By Roger Berliner
12:16 PM EDT, July 30, 2013
For those of us in Maryland who have suffered from unacceptable electric utility service — and that is most of us — there is light at the end of the tunnel. Utility executives, think tanks and energy experts all agree: There is a utility revolution coming.
It is a revolution that has been created by the innovative might of technology that is more powerful, superior and totally antithetical to the existing antiquated utility system. We call it Utility 2.0. It literally turns the existing utility paradigm on its head. Instead of a top down, one-way, command and control construct, we get a bottom-up, consumer directed, dynamic and innovative system. Instead of a centralized system that is especially vulnerable to storms, terrorism and cyber-security threats, we get a distributed system that is much more resilient, cost effective, efficient and green. On every aspect of service that we desire — and deserve — it is better.
Imagine a utility where you control your appliances remotely using a smart phone app; a system that allows you to be part of your own clean energy micro-grid; a system where you can easily sell solar energy from your roof top, battery stored power from your electric vehicle, and energy that you saved back into the system; a distribution system that is self-healing after a storm.
Such imagining is not mere fantasy — the technology that underlies Utility 2.0 already exists. For example, the Food & Drug Administration in Silver Spring wisely concluded a number of years ago that it could not obtain the level of reliability it requires from Pepco. As a result, they constructed a "micro-grid" system that has the capacity to function independent of the larger electric grid. Today FDA enjoys 99.9 percent reliability, cleaner power (natural gas and solar), and has generated net profits for the government by selling power back into the grid.
FDA is not an isolated case — in New Jersey, when Hurricane Sandy was ravaging the state, Princeton, with a state of the art micro-grid system, was snug as a bug. A once struggling community, Chattanooga, Tenn., made the bold decision a number of years ago to invest in infrastructure that allowed the city to restore power to 42,000 homes hit by a storm in 2 seconds.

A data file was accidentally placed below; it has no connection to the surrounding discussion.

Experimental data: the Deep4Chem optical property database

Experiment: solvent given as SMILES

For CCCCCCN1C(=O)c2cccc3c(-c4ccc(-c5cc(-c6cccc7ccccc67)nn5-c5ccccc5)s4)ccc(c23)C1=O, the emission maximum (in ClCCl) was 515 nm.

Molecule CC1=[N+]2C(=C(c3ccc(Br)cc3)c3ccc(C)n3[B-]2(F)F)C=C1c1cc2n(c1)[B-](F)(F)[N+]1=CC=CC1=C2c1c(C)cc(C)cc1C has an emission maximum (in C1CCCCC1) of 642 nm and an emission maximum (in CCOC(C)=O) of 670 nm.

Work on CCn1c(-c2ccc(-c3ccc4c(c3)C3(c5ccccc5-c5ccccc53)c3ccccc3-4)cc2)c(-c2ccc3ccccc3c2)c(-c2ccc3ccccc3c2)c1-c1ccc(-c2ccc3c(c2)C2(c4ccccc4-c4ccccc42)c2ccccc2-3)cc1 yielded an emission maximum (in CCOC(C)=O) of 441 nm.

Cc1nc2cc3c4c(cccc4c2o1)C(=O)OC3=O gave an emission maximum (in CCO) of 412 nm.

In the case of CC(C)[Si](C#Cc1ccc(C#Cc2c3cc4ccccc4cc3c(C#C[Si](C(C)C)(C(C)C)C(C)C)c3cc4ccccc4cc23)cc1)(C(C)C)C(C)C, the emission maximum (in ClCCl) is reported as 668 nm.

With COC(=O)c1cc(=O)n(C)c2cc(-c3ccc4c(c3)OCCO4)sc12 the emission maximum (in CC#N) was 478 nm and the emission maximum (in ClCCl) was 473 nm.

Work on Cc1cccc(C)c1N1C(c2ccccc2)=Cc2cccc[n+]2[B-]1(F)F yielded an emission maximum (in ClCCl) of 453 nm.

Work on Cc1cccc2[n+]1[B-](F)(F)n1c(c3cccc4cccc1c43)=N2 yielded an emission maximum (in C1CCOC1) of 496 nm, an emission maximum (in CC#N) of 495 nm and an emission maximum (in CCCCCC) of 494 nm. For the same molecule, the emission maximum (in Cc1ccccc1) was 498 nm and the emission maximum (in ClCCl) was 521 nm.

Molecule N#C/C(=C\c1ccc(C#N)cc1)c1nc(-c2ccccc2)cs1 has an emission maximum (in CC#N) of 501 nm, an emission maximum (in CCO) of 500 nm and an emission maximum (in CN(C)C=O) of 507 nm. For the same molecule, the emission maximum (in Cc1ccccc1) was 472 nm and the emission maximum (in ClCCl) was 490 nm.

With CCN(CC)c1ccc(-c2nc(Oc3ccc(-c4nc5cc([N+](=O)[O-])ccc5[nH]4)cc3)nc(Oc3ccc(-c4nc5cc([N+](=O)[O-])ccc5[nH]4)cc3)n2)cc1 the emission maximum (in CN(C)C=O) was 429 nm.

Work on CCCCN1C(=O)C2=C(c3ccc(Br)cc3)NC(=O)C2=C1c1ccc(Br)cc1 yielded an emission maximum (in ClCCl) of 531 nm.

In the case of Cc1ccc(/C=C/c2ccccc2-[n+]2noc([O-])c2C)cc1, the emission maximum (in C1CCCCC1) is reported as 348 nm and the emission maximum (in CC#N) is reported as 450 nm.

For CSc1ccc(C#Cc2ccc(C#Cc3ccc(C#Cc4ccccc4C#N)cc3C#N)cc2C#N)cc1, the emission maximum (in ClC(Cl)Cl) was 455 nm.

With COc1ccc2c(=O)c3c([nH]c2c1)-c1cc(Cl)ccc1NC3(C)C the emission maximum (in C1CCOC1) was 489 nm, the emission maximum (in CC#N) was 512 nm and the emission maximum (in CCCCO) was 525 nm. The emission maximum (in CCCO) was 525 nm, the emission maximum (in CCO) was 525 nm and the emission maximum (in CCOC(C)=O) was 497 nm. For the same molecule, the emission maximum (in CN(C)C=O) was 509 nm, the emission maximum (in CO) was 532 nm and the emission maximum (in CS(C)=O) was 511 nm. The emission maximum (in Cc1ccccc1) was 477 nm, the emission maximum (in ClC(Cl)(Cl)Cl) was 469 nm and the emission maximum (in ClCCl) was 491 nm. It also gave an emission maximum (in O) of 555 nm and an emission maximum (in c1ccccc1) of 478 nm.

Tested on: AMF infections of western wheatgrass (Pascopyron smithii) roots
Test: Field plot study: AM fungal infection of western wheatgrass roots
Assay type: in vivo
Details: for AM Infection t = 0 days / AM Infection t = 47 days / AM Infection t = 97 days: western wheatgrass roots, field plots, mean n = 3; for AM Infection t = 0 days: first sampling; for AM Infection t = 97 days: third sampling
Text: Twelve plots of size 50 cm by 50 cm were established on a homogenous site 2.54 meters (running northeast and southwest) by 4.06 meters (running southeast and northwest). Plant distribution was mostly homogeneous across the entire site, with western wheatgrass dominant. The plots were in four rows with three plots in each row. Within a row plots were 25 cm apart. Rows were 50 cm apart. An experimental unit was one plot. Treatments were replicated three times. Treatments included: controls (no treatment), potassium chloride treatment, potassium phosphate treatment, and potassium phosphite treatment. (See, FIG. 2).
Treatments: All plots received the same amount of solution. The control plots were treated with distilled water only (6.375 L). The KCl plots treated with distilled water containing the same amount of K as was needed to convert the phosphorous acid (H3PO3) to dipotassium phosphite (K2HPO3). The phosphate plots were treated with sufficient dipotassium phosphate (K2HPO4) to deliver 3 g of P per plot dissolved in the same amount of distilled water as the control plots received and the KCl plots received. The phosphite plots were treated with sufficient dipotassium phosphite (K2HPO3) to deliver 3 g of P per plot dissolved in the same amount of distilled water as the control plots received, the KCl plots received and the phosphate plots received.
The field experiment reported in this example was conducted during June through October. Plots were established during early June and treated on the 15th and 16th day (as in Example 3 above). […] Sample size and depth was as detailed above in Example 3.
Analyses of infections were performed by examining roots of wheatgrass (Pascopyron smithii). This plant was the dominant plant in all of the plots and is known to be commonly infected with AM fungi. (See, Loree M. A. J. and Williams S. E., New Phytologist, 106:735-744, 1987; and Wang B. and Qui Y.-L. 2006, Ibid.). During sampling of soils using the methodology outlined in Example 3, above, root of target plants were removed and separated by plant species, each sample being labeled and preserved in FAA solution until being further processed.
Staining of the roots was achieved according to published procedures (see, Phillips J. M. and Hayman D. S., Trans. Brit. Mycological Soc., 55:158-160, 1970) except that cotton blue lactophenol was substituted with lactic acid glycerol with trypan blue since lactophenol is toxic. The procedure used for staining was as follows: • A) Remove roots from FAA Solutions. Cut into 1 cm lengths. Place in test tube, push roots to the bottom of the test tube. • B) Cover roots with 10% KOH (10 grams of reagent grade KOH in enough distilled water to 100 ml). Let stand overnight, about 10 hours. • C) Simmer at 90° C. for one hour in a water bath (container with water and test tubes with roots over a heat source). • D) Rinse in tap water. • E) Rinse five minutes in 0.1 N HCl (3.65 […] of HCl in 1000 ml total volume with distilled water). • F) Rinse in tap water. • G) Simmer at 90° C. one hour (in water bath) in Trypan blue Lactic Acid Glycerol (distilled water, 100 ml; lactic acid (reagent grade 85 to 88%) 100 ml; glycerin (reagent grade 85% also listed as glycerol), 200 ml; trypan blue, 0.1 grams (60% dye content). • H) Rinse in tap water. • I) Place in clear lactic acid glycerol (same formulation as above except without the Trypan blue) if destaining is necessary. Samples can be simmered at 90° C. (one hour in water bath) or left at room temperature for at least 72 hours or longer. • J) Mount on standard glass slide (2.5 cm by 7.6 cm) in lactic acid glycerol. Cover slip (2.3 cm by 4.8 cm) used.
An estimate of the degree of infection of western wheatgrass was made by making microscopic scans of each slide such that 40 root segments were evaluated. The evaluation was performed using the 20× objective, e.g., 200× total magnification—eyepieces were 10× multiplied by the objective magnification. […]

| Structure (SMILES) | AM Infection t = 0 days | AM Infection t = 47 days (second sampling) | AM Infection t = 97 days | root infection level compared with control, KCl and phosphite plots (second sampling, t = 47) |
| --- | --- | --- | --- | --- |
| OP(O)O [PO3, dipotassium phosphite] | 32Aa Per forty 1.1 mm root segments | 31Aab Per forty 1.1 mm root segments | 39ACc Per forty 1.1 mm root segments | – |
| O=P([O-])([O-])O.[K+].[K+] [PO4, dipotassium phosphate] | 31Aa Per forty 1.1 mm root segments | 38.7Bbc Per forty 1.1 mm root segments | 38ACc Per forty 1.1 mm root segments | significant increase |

This is a future the citizens of Maryland can have. To Governor O'Malley's credit, his Grid Resiliency Task Force requested the Energy Future Coalition, a respected think tank, to lay out a path to pilot Utility 2.0 in Maryland. They have done so, and it is the most comprehensive plan put forth anywhere in the nation. It is pending before the Maryland Public Service Commission. Utility 2.0 is also the single most important step our state could take to advance the governor's climate change and green economy agenda that he has forcefully put forth. Utility 2.0 is high on the Obama administration's energy agenda as well.
But like most revolutions, Utility 2.0 is facing serious resistance. As inevitable as it may be, neither utilities nor their regulators know with any confidence how to manage this radical transformation. Utilities worry that the disruptive nature of solar roof tops, micro-grids and battery storage technologies will totally unravel the only business model they have known; similarly, the regulatory tools used by public service commissions for the better part of the last century are ill suited for a 21st century Utility 2.0.
If we want a dynamic utility service that Steve Jobs would have been proud of, we need an infusion of innovation that only entrepreneurs can inject. Utilities are neither innovative nor entrepreneurs. What is required is a new utility business model that allows customer access to innovation while utilities focus on managing the grid day-to-day.
Regulators will also have to change. Typically, regulators react to proposals by those they regulate. That passive role does not serve us now. We need our public institutions to lead this conversation.
Today, for obvious and good reasons, state regulators and elected officials are focused on increasing reliability. Billions of ratepayer dollars will be spent in pursuit of that worthy objective. At the same time, now is also the right moment to ensure that this substantial public investment encourages resiliency in its broadest sense, and is not entirely spent on engineering solutions that simply "harden" the current antiquated system. Utility 2.0 — a more reliable, customer driven, cost-effective, efficient, resilient, innovative, and greener model of utility — is within our collective grasp. Let's seize it.
Roger Berliner, an energy lawyer, chairs the Montgomery County Council's Transportation, Infrastructure, Energy & Environment Committee. His email is firstname.lastname@example.org.
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